Students revised one day and edited the next. We used blue colored pencils to make improvements. Last semester, they learned about ARMS (Add, Remove, Move, and Substitute). This helps in guiding them through the revision process. In addition to ARMS, I provided students with a checklist to help them with their sentence structure. The checklist included a list of the different ways they've learned to write sentences this year. I explained that I wanted to see an assortment of sentences in their essays. The list helped. I required them to identify the sentences and label them. In the end, they could see whether or not they succeeded in varying their sentence structure. This activity was difficult for some students because some of them haven't completely mastered sentences (simple, compound, and complex). Thus, searching for them in their own writing frustrated them because they weren't quite aware of what to look for and what to label. For these students, I simply guided them through the first half of their writing. Then, I assigned them the second half, so they could practice independently.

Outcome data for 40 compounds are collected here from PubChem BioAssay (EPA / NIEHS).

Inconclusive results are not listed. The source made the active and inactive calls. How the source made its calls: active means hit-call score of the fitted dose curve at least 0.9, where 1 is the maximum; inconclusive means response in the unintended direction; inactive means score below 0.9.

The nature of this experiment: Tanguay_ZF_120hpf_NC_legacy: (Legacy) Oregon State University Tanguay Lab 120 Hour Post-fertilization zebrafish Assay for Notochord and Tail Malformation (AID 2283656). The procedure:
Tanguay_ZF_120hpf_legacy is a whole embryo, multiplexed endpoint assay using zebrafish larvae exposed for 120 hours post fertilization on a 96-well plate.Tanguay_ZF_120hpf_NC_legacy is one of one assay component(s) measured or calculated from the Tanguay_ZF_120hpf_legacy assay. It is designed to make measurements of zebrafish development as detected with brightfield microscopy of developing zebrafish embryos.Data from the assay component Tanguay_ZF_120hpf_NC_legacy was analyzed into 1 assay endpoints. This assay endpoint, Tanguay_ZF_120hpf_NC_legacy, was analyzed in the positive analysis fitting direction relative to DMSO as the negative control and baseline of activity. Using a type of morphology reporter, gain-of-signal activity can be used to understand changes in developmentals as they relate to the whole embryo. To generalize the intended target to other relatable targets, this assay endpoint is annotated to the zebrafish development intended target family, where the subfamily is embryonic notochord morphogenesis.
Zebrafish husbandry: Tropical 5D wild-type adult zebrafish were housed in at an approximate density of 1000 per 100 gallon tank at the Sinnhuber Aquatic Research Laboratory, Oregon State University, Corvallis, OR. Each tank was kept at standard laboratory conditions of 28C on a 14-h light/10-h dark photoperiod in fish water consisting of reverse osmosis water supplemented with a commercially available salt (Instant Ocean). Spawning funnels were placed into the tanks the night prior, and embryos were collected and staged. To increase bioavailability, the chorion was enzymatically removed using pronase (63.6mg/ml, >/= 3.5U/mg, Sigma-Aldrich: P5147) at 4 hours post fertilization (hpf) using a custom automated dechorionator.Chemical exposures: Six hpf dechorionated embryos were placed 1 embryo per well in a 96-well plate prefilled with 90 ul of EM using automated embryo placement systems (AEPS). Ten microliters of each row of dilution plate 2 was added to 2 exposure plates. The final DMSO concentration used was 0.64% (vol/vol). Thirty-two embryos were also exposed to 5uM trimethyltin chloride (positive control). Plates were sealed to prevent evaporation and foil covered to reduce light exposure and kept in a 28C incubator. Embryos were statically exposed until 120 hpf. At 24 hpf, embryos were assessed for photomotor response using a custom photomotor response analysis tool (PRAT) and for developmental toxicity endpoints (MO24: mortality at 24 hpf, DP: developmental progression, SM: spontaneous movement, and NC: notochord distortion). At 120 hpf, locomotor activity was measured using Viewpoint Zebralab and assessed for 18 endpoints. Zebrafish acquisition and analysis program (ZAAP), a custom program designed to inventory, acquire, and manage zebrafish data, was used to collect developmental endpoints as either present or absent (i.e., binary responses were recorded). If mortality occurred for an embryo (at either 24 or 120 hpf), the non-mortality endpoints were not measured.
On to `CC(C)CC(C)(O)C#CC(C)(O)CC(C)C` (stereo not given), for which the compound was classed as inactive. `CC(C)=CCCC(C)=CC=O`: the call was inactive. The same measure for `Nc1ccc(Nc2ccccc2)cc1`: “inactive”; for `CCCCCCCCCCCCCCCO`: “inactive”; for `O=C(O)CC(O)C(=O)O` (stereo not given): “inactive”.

In one class period, I had enough time for an exit ticket. I wanted them to write about whether or not they varied their sentence structure in their writing. Over half said that they had not while the remaining students wrote that the did include different types of sentences. It was enlightening for both my students and myself.
Editing went well! Students used red colored pencils to get the job done. Not only did they learn about ARMS for revising, but they learned about CUPS (Capitalization, Usage, Punctuation, and Spelling) for editing. For each class, they edited their own essay for 10 minutes. Then, they switched with a partner and edited their essay for 10 minutes. After peer editing, I instructed them to leave feedback (1 like, 1 dislike, and 1 suggestion). After leaving feedback, they conferenced with each other about their essays. It was a wonderful experience watching them; they all did a great job and took it seriously.